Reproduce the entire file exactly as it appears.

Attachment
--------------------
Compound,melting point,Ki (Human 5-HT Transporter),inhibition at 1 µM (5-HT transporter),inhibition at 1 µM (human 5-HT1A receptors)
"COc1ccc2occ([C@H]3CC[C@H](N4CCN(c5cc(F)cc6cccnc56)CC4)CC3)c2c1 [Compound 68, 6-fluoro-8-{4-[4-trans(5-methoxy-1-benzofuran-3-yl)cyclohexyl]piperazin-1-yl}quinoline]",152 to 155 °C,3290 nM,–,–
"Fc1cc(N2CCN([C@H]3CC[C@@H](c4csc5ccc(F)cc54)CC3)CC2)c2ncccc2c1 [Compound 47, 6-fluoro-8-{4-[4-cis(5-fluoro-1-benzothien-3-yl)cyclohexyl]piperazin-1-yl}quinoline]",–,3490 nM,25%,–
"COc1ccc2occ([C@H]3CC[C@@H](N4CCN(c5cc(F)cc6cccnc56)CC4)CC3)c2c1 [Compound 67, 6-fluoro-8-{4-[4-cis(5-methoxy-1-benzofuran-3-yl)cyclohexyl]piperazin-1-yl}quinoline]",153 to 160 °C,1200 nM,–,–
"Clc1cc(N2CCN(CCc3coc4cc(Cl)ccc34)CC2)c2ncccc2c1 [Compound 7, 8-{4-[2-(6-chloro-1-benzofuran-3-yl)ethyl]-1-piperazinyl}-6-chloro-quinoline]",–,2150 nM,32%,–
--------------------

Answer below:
Compound,melting point,Ki (Human 5-HT Transporter),inhibition at 1 µM (5-HT transporter),inhibition at 1 µM (human 5-HT1A receptors)
"COc1ccc2occ([C@H]3CC[C@H](N4CCN(c5cc(F)cc6cccnc56)CC4)CC3)c2c1 [Compound 68, 6-fluoro-8-{4-[4-trans(5-methoxy-1-benzofuran-3-yl)cyclohexyl]piperazin-1-yl}quinoline]",152 to 155 °C,3290 nM,–,–
"Fc1cc(N2CCN([C@H]3CC[C@@H](c4csc5ccc(F)cc54)CC3)CC2)c2ncccc2c1 [Compound 47, 6-fluoro-8-{4-[4-cis(5-fluoro-1-benzothien-3-yl)cyclohexyl]piperazin-1-yl}quinoline]",–,3490 nM,25%,–
"COc1ccc2occ([C@H]3CC[C@@H](N4CCN(c5cc(F)cc6cccnc56)CC4)CC3)c2c1 [Compound 67, 6-fluoro-8-{4-[4-cis(5-methoxy-1-benzofuran-3-yl)cyclohexyl]piperazin-1-yl}quinoline]",153 to 160 °C,1200 nM,–,–
"Clc1cc(N2CCN(CCc3coc4cc(Cl)ccc34)CC2)c2ncccc2c1 [Compound 7, 8-{4-[2-(6-chloro-1-benzofuran-3-yl)ethyl]-1-piperazinyl}-6-chloro-quinoline]",–,2150 nM,32%,–